In addition to walnuts and citrus, Whittier was a major producer of pampas grass. For many years, the sole means of transport from this area to Los Angeles was on foot, or via horse and wagon over rough dirt roads, impeding settlement and the export of agriculture, thus in 1887 "enterprising and aggressive businessmen" contracted with the Southern Pacific Railroad to build the first railroad spur to Whittier, including a depot. The businessmen covered the $43,000 construction cost for the six-mile spur, which branched off from the Southern Pacific mainline at a junction near what is now Studebaker Road between Firestone Boulevard and Imperial Highway. By 1906, 650 carloads of oranges and 250 carloads of lemons were shipped annually by rail. In 1904, the Pacific Electric opened the trolley line known as "Big Red Cars" from Los Angeles to Whittier. In the first two decades, over a million passengers a year rode to and from Los Angeles on the Whittier line. Groves of walnuts were planted in 1887 and Whittier was known as the primary walnut growing town in the United States.
After World War II Whittier grew and the sub-dividing of orange groves began, driven by housing shortages in southern California. In 1955 the new Civic Center complex was completed and the City Council met in new chambers for the first time on March 8, 1955; the city continued to grow as the City annexed portions of East Whittier. The 1961 annexation added over 28,000 people to the population, bringing the total to about 67,000. In the founding days of Whittier, when it was a small isolated town, Jonathan Bailey and his wife, were among the first residents, they followed the Quaker religious faith and practice, held religious meetings on their porch. Other early settlers, such as Aquila Pickering, espoused the Quaker faith; as the city grew, the citizens named it after John Greenleaf Whittier, a respected Quaker poet, deeded a lot to him. Whittier wrote a dedication poem, is honored today with statues and a small exhibit at the Whittier museum. Whittier never set foot there, but the city still bears his name and is rooted in the Quaker tradition.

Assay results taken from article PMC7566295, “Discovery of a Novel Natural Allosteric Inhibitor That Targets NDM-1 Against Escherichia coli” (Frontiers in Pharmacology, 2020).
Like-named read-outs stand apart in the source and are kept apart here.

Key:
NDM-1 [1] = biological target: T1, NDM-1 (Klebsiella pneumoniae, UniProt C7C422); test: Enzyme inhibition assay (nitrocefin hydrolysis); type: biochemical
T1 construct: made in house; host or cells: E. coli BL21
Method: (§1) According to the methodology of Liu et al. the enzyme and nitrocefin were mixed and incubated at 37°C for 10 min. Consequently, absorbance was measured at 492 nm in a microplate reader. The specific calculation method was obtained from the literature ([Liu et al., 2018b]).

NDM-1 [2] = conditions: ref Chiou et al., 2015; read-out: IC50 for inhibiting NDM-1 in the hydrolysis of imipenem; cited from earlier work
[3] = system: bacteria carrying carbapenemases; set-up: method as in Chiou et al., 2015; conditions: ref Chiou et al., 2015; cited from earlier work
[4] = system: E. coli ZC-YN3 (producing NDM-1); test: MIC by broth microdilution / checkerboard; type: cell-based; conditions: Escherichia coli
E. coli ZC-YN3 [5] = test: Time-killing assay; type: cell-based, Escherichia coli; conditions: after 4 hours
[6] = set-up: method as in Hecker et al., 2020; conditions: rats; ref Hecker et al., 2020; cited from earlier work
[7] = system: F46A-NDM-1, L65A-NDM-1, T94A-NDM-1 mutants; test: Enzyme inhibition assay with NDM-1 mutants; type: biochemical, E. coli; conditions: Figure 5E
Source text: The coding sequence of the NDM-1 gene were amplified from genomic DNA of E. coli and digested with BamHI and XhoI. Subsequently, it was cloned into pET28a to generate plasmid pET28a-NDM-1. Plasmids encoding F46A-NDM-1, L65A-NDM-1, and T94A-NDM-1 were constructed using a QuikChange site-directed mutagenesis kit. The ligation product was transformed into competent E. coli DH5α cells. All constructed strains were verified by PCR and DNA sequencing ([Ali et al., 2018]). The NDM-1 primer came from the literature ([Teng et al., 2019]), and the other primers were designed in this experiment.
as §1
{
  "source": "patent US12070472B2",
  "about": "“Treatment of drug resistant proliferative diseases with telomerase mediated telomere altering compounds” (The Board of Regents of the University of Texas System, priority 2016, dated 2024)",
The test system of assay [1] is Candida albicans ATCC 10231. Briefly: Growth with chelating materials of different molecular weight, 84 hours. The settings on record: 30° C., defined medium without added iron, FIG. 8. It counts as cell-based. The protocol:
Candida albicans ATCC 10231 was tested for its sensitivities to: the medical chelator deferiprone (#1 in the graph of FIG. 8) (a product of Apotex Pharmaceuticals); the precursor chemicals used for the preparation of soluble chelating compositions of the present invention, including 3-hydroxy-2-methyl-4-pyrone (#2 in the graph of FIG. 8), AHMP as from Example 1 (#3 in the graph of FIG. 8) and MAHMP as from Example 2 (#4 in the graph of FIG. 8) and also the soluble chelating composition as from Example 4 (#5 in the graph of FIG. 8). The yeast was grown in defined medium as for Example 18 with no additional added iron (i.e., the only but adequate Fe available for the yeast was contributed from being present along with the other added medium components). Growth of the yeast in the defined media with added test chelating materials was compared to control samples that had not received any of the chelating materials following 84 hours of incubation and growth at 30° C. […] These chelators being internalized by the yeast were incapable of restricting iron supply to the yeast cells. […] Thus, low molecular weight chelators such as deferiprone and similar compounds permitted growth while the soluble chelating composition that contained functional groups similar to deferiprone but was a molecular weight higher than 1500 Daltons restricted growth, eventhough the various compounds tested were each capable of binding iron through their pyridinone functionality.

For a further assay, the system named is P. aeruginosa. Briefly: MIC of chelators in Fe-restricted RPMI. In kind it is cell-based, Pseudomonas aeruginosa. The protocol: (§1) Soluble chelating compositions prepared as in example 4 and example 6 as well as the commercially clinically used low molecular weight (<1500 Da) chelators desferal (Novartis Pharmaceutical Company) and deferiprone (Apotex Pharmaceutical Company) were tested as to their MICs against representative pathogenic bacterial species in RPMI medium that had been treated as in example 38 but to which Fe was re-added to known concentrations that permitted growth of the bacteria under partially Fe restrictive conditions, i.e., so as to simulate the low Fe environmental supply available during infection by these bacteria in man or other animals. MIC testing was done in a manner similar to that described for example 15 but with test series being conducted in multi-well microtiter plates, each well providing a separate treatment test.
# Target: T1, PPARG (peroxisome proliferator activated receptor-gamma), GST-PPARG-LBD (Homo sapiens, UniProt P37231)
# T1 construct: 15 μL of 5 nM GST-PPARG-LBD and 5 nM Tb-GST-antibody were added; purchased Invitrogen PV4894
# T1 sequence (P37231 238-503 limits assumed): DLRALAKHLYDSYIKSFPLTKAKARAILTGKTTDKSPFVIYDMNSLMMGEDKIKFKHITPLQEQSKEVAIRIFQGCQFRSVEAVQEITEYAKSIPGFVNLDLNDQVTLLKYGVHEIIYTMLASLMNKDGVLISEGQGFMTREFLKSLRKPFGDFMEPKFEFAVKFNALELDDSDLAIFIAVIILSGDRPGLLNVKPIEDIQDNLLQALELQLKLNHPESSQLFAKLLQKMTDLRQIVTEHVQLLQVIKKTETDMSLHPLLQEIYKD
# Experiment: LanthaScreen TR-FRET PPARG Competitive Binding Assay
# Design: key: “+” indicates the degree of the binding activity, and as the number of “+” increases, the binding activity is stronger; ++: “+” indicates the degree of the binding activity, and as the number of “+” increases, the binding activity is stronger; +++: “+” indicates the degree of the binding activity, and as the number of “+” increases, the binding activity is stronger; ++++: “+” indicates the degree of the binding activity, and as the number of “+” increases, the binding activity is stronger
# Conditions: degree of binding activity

The first Quaker meetings were held on the front porch of the Jonathan Bailey House. As more Quakers arrived, the need for an actual Meeting House arose and the first Quaker meeting house was built on the corner of Comstock Avenue and Wardman Street in 1887; the meeting soon outgrew this 100 seat meeting house and a new larger building was erected on the corner of Philadelphia Street and Washington Avenue in 1902. By 1912, membership had grown to 1,200 and a third building was dedicated on the same site in 1917. With a capacity of 1,700, the 1917 meeting house featured a balcony and was constructed of brick with mahogany paneling and pews; the present meeting house, dedicated in 1975, features many architectural elements and materials from the 1917 building including the stained glass windows and mahogany interior. The Quakers founded Whittier Academy, additional meetings met in East Whittier and at Whittier College's Mendenhall. Both the Mendenhall meeting and the East Whittier meeting kept the silent meeting longer than the main church.